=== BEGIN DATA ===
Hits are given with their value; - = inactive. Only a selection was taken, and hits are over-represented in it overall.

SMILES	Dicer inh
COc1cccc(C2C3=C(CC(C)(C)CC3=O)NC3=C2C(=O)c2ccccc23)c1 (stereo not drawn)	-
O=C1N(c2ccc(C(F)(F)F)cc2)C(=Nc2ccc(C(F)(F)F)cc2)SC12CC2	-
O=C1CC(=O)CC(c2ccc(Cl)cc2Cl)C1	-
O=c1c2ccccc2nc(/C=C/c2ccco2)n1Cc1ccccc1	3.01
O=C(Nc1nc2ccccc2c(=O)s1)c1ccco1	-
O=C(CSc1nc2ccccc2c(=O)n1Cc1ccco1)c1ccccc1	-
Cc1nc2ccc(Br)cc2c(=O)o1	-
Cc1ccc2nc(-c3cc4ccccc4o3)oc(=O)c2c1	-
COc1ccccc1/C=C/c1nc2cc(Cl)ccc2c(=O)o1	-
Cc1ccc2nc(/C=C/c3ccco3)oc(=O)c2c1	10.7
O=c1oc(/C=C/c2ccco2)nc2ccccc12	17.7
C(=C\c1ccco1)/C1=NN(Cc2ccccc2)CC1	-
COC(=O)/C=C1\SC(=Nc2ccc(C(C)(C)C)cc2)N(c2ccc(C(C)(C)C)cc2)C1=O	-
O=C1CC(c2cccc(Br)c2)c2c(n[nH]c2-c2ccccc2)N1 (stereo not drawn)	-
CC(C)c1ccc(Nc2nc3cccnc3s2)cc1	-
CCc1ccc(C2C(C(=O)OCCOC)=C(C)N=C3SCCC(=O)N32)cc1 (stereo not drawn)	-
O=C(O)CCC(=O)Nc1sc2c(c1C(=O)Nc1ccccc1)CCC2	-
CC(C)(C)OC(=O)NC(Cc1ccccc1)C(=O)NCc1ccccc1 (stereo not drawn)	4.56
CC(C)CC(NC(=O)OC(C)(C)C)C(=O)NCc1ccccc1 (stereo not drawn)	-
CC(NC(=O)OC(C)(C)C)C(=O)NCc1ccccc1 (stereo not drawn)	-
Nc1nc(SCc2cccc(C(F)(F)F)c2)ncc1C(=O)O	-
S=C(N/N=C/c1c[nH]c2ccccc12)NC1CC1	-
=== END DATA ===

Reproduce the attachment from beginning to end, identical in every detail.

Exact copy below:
Hits are given with their value; - = inactive. Only a selection was taken, and hits are over-represented in it overall.

SMILES	Dicer inh
COc1cccc(C2C3=C(CC(C)(C)CC3=O)NC3=C2C(=O)c2ccccc23)c1 (stereo not drawn)	-
O=C1N(c2ccc(C(F)(F)F)cc2)C(=Nc2ccc(C(F)(F)F)cc2)SC12CC2	-
O=C1CC(=O)CC(c2ccc(Cl)cc2Cl)C1	-
O=c1c2ccccc2nc(/C=C/c2ccco2)n1Cc1ccccc1	3.01
O=C(Nc1nc2ccccc2c(=O)s1)c1ccco1	-
O=C(CSc1nc2ccccc2c(=O)n1Cc1ccco1)c1ccccc1	-
Cc1nc2ccc(Br)cc2c(=O)o1	-
Cc1ccc2nc(-c3cc4ccccc4o3)oc(=O)c2c1	-
COc1ccccc1/C=C/c1nc2cc(Cl)ccc2c(=O)o1	-
Cc1ccc2nc(/C=C/c3ccco3)oc(=O)c2c1	10.7
O=c1oc(/C=C/c2ccco2)nc2ccccc12	17.7
C(=C\c1ccco1)/C1=NN(Cc2ccccc2)CC1	-
COC(=O)/C=C1\SC(=Nc2ccc(C(C)(C)C)cc2)N(c2ccc(C(C)(C)C)cc2)C1=O	-
O=C1CC(c2cccc(Br)c2)c2c(n[nH]c2-c2ccccc2)N1 (stereo not drawn)	-
CC(C)c1ccc(Nc2nc3cccnc3s2)cc1	-
CCc1ccc(C2C(C(=O)OCCOC)=C(C)N=C3SCCC(=O)N32)cc1 (stereo not drawn)	-
O=C(O)CCC(=O)Nc1sc2c(c1C(=O)Nc1ccccc1)CCC2	-
CC(C)(C)OC(=O)NC(Cc1ccccc1)C(=O)NCc1ccccc1 (stereo not drawn)	4.56
CC(C)CC(NC(=O)OC(C)(C)C)C(=O)NCc1ccccc1 (stereo not drawn)	-
CC(NC(=O)OC(C)(C)C)C(=O)NCc1ccccc1 (stereo not drawn)	-
Nc1nc(SCc2cccc(C(F)(F)F)c2)ncc1C(=O)O	-
S=C(N/N=C/c1c[nH]c2ccccc12)NC1CC1	-